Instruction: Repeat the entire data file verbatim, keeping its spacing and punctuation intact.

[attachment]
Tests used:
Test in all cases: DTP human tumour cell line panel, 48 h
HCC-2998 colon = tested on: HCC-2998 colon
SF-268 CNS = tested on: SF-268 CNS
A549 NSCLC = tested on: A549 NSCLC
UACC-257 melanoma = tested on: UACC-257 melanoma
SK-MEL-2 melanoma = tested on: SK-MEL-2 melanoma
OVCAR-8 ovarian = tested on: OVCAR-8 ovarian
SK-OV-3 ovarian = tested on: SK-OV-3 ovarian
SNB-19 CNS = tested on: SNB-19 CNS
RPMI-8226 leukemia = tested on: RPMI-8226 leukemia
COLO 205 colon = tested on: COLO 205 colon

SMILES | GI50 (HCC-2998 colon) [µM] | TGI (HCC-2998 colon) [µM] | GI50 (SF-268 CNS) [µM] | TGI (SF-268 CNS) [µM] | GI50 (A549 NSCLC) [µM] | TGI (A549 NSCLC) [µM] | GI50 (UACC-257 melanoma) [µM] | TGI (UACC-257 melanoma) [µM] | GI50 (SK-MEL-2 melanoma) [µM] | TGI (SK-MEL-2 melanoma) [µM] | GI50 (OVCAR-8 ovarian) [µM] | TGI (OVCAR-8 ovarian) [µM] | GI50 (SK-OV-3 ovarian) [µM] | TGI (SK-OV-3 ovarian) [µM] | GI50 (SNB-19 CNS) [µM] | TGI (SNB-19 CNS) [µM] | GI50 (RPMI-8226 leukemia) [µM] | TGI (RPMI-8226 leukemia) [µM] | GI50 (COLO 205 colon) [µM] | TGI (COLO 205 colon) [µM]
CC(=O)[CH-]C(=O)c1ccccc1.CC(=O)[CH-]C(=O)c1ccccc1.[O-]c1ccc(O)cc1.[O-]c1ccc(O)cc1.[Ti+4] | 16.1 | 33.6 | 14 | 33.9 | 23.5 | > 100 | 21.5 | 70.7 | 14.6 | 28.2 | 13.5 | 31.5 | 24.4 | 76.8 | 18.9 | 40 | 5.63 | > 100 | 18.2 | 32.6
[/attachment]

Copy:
Tests used:
Test in all cases: DTP human tumour cell line panel, 48 h
HCC-2998 colon = tested on: HCC-2998 colon
SF-268 CNS = tested on: SF-268 CNS
A549 NSCLC = tested on: A549 NSCLC
UACC-257 melanoma = tested on: UACC-257 melanoma
SK-MEL-2 melanoma = tested on: SK-MEL-2 melanoma
OVCAR-8 ovarian = tested on: OVCAR-8 ovarian
SK-OV-3 ovarian = tested on: SK-OV-3 ovarian
SNB-19 CNS = tested on: SNB-19 CNS
RPMI-8226 leukemia = tested on: RPMI-8226 leukemia
COLO 205 colon = tested on: COLO 205 colon

SMILES | GI50 (HCC-2998 colon) [µM] | TGI (HCC-2998 colon) [µM] | GI50 (SF-268 CNS) [µM] | TGI (SF-268 CNS) [µM] | GI50 (A549 NSCLC) [µM] | TGI (A549 NSCLC) [µM] | GI50 (UACC-257 melanoma) [µM] | TGI (UACC-257 melanoma) [µM] | GI50 (SK-MEL-2 melanoma) [µM] | TGI (SK-MEL-2 melanoma) [µM] | GI50 (OVCAR-8 ovarian) [µM] | TGI (OVCAR-8 ovarian) [µM] | GI50 (SK-OV-3 ovarian) [µM] | TGI (SK-OV-3 ovarian) [µM] | GI50 (SNB-19 CNS) [µM] | TGI (SNB-19 CNS) [µM] | GI50 (RPMI-8226 leukemia) [µM] | TGI (RPMI-8226 leukemia) [µM] | GI50 (COLO 205 colon) [µM] | TGI (COLO 205 colon) [µM]
CC(=O)[CH-]C(=O)c1ccccc1.CC(=O)[CH-]C(=O)c1ccccc1.[O-]c1ccc(O)cc1.[O-]c1ccc(O)cc1.[Ti+4] | 16.1 | 33.6 | 14 | 33.9 | 23.5 | > 100 | 21.5 | 70.7 | 14.6 | 28.2 | 13.5 | 31.5 | 24.4 | 76.8 | 18.9 | 40 | 5.63 | > 100 | 18.2 | 32.6